If the train analogy made sense to you, the database (train network) of potential ANSA publications consists of ANSA stories (red cars) and imposters (blue cars). If an imposter tries to modify an existing story or publish a fake story (add a blue car to the train), the blockchain will reject it at the originating depot – even if only one letter is changed. As new stories are posted over time, more red cars are added to the train, connected to the latest story through secure cryptography.
The solution can register around 3,000 news stories every day, and, as of October 6, 2020, over 500,000 ANSA news stories had been posted on the blockchain. Future iterations of the solution will allow for the authentication of images and videos and allow for non-identical copies of the original news source to be shared, such as a publisher reposting a story and adding their own commentary.
What to Know Going Forward
The Walton College Blockchain Center of Excellence discusses four lessons learned from the ANSAcheck solution for other companies looking to use blockchains to solve problems.
- Don’t Ignore Public Networks
- Build Strong Networks from the Inside
- Keep it Simple
- Focus on Value
While most companies have used private networks called permissioned platforms, EY advocates for and invests in public networks to ensure that open, decentralized blockchains thrive. Just because a blockchain is public doesn’t mean data is accessible to all parties. EY’s blockchain resembles a virtual private network (VPN) that allows for private transactions on public blockchains. Companies looking to implement blockchain solutions should consider the use of public blockchains to improve scalability and increase transparency.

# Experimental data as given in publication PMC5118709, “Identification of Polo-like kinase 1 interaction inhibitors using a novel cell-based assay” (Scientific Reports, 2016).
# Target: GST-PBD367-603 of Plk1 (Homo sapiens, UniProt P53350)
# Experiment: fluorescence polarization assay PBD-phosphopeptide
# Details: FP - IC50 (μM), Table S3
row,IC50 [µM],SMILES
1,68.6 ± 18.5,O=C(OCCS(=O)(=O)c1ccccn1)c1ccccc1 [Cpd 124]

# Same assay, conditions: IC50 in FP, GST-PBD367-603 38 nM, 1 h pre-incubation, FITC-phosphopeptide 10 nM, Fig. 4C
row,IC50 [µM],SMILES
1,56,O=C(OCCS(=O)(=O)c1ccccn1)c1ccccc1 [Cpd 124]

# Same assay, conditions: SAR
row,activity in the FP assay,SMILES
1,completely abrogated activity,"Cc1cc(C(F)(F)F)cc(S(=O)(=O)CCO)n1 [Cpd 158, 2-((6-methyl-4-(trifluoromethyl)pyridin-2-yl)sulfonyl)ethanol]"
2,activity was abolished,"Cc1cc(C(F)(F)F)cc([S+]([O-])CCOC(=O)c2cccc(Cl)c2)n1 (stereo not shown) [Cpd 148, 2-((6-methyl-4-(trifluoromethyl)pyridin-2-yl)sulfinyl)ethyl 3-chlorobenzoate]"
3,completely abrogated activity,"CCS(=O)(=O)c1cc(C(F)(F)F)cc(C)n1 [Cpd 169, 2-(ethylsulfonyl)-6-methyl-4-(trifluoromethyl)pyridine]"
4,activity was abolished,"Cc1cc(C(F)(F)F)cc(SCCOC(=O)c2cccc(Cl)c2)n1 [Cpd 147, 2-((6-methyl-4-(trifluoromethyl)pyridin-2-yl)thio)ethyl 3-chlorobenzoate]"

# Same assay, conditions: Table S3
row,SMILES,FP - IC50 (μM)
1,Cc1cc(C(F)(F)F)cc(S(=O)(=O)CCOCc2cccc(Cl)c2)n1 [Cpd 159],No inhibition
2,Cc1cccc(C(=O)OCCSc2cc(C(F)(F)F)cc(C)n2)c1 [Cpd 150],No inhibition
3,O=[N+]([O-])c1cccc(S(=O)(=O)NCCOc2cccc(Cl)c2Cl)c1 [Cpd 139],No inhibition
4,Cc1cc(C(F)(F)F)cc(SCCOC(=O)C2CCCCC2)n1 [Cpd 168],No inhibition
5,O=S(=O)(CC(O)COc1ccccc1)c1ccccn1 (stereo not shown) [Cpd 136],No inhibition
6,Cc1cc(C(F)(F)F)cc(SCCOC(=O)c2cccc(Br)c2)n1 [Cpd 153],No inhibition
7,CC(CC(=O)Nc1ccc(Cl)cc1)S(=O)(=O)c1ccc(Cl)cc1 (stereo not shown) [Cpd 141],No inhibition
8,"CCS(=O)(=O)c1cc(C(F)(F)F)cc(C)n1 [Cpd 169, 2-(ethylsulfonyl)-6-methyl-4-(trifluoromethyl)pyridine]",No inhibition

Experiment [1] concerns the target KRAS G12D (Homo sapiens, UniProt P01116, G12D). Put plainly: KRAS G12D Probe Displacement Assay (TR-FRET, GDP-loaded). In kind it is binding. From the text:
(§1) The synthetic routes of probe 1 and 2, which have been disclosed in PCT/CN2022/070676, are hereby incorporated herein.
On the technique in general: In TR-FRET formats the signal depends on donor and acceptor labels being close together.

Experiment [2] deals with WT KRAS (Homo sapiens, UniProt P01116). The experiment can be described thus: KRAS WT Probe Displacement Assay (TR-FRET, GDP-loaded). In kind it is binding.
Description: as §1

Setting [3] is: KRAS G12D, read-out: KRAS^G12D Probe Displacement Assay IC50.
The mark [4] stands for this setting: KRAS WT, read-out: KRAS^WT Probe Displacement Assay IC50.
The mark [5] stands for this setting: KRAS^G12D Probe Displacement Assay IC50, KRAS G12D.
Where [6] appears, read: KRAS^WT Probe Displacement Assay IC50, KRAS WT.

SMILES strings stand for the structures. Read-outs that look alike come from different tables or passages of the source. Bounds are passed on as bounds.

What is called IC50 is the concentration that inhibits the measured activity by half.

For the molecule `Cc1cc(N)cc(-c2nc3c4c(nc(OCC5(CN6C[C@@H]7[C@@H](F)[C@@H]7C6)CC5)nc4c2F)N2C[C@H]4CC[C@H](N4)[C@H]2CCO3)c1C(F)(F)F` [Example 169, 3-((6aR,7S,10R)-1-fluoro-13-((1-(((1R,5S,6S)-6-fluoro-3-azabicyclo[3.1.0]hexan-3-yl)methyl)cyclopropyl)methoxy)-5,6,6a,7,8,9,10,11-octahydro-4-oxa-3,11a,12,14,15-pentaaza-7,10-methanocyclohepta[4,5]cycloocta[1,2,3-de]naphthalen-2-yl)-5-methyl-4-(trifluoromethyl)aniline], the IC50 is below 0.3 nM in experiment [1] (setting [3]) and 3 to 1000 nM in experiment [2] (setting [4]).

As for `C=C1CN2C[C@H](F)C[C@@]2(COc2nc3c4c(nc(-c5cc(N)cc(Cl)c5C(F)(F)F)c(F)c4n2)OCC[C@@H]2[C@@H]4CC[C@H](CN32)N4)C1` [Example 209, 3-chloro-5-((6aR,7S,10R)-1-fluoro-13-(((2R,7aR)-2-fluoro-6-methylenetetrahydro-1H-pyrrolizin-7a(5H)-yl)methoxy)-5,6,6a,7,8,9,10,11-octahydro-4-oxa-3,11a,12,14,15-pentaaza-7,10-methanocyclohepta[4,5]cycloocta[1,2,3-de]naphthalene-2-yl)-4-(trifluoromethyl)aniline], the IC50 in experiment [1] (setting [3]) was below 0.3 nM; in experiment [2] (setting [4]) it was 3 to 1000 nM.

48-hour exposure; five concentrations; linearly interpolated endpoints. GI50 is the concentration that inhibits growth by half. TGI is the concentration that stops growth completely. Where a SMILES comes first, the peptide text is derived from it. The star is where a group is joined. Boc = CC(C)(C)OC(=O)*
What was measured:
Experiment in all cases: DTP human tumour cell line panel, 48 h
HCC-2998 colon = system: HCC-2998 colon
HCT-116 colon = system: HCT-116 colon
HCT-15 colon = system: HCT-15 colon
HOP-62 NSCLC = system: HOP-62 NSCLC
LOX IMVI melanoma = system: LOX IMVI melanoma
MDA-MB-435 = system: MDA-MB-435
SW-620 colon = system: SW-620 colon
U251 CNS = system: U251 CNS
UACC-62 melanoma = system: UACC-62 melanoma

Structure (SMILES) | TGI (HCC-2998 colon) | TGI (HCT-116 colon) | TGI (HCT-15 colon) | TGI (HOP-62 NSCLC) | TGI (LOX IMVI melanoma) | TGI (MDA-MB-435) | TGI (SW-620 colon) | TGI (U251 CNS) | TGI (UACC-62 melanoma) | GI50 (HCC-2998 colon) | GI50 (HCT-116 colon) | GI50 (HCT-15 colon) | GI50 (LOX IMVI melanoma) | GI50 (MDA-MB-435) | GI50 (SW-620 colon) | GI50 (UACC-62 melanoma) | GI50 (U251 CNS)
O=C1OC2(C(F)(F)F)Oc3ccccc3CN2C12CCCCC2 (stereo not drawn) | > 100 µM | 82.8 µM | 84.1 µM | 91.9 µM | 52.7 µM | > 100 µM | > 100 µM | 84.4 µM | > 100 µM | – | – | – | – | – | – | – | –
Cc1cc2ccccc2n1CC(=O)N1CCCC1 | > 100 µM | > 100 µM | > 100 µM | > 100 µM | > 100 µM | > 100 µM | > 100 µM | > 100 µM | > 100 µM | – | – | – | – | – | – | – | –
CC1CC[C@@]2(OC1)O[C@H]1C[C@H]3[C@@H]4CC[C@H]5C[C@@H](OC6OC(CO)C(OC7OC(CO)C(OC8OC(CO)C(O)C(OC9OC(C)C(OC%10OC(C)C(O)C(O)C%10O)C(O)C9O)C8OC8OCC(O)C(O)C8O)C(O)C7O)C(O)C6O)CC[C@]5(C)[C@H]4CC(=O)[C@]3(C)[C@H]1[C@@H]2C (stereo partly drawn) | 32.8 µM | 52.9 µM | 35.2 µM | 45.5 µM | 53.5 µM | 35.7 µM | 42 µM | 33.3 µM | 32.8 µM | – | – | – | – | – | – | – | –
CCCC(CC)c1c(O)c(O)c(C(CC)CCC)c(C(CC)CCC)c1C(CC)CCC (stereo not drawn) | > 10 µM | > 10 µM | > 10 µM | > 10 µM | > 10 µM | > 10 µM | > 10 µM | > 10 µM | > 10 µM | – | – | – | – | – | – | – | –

The reputations and networks of founding members of a blockchain ecosystem are more important than the number of founding members. “Other potential members who trust the founding member(s) will be more likely to join the application.” For example, ANSA is connected to over 35 other publishers and is considered the top news wire agency in Italy. By joining ANSA’s blockchain network, other publishers improve their own reputation by improving ANSAcheck’s value.
Blockchain technology can be intimidating. Terminology like cryptography, distributed digital ledgers, native digital assets, smart contracts, and more can cause anyone’s head to spin. “ANSA chose to educate readers more on what blockchains enable rather than explaining the technical details,” the authors write. Keeping initial solutions simple helps potential adopters understand the value of the solution and reduce risk.
Similarly, the adoption of blockchain technologies relies heavily on how potential adopters view the solution. If potential adopters are overwhelmed by the topic and are unable to see how it could create value, they are less likely to come aboard. ANSAcheck adds value by increasing brand awareness and confidence through verification, but it also helps publishers accurately price their subscription and advertising fees by tracking reposts and other analytics. Focusing on the value blockchains create helps potential adopters see past blockchain’s complex façade.
The Future of Blockchain
Blockchain has a bright future in many industries – especially in information verification. By 2023, 30% of world news will rely on blockchain technologies for authentication. As concerns around fake news reach all-time highs, blockchain offers a promising solution to many of these problems. ANSA, while the first in Italy, does not want to be the last to implement blockchain solutions. “The value comes to readers, publishers, and journalists when everyone adopts a solution like this. Any tools to defend and enlarge professional information benefits democracy,” De Allesandri says. Blockchain may help bring us together, one block at a time.